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ShunnCast #9

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The ninth episode of ShunnCast is now available to subscribers. Or, to readers of this blog, directly from this URL:

http://www.shunn.net/podcast?id=9

The download is 12.9 Mb.

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Robots and empire

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A RealAudio stream of this morning's "World Update" is available from the BBC World Service Radio website. The segment on "Heddatron" starts at 18:27 and lasts about 4:15. You can fast-forward to it if you have the right version of Real Player.

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My review of C.S.A.: The Confederate States of America is now live online at Science Fiction Weekly:

http://www.scifi.com/sfw/screen/sfw12291.html

I mentioned one commercial product from the movie in my original review that turned out to be too offensive to print. Curious what it was called? You'll have to see the film to find out.

Also, big thanks to [info]bobhowe, who saw C.S.A. with me and Laura, for the sentiment I shamelessly stole for the closing line of my review.

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Bilmo 'n the Beeb

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It seems I will be interviewed this weekend by BBC World Service Radio for a feature story on the play "Heddatron," to air Monday or Tuesday. Loyal readers will recall that I wrote a not entirely complimentary review of said play a few days back for Science Fiction Weekly at SciFi.com. It seems this is what attracted the Beeb's attention.

Along those lines, does anyone out there know offhand of 20th century plays besides R.U.R. that feature robots? Time to do a little cramming.

I will, of course, keep you abreast of all the details. Stiff upper lip and all that. What, ho!

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I spent a nastily pleasant evening out at Tribeca Cinemas last night, attending a screening of indie horror flick Headspace. My Science Fiction Weekly review is here:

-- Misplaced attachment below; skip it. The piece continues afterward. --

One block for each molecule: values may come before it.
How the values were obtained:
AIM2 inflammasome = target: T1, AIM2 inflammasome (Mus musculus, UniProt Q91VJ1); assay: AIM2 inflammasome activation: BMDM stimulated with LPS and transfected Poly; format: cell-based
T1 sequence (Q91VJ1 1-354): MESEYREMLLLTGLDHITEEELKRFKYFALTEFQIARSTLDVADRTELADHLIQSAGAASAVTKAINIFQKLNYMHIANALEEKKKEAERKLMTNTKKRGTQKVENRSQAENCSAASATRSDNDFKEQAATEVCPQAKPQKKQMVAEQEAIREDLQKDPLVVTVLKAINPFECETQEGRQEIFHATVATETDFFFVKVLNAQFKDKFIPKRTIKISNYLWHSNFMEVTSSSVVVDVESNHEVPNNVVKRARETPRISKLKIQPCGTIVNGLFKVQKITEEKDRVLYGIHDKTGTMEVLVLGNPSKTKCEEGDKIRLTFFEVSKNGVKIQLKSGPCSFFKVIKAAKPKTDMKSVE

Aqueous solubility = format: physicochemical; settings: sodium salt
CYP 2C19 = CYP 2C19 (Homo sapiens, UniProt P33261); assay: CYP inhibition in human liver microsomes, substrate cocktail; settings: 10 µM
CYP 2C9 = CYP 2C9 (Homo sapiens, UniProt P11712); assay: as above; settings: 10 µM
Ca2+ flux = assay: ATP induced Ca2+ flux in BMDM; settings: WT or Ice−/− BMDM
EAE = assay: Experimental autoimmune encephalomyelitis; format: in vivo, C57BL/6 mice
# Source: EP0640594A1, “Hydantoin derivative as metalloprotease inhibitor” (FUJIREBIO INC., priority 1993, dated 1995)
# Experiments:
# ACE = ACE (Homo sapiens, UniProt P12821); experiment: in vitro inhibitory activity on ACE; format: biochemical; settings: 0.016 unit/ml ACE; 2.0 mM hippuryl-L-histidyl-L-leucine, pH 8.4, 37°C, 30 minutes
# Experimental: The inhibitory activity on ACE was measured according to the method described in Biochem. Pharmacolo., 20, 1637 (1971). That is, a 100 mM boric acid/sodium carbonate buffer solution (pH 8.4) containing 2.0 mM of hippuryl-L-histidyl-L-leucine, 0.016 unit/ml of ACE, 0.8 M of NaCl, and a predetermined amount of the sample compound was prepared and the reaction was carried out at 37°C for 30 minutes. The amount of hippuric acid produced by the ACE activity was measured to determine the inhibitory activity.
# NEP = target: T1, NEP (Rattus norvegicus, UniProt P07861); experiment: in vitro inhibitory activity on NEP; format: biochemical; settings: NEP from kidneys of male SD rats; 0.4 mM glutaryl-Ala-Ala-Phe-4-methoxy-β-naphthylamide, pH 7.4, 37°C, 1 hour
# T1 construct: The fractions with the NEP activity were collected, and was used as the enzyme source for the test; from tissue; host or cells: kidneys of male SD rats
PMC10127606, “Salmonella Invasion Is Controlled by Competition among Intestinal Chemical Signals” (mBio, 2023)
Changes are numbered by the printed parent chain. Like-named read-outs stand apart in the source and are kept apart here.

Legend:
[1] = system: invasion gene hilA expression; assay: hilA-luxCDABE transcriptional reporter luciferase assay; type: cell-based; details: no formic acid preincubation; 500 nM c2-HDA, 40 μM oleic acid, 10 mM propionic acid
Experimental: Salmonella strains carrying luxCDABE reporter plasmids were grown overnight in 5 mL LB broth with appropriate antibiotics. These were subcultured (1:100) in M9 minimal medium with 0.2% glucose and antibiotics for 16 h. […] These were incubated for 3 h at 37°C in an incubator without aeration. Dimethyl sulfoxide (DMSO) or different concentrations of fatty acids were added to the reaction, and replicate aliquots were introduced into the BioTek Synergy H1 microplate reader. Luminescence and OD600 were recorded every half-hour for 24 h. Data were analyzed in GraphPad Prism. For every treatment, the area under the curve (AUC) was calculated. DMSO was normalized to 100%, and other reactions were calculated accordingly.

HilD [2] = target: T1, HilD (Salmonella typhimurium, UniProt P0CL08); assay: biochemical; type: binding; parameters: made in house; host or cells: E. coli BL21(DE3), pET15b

http://www.scifi.com/sfw/screen/sfw12247.html

Everyone I met last night before the show was very interesting to talk to: the film's New York publicist, the film's 26-year-old (!) director, the film's star's girlfriend working behind the publicity table, the friend and hanger-on to all the crewmembers. Nice bunch of people. I'm glad I enjoyed their movie.

(The film's star himself, Christopher Denham, was not there due to his role in Adam Rapp's Red Light Winter at the Barrow Street Theater. I've seen ads for this play all over in subway stations, but it was the friend and hanger-on [who might have been hitting on me but probably wasn't because I only ever figure out in retrospect that I've been hit on and this time I thought I was being hit on as it was happening] who pointed out that there are naked women subtly worked into the backgrounds of the Red Light Winter posters. I examined one this morning on the way to work. Sure enough.)

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I'm not sure how Tangent gets its hands on Asimov's so early (the electronic version, maybe?), but they already have a review of the April/May double issue up. Besides mine, also very well-reviewed are stories by Paul Melko and Greg van Eekhout, fellow Blue Heaven 2006 attendees. Bilmo humbly exhorts you to check it out.

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The Accidental Terrorist 30th Anniversary Sale

Signed editions
that even a
missionary
could afford.

Order yours now!

William Shunn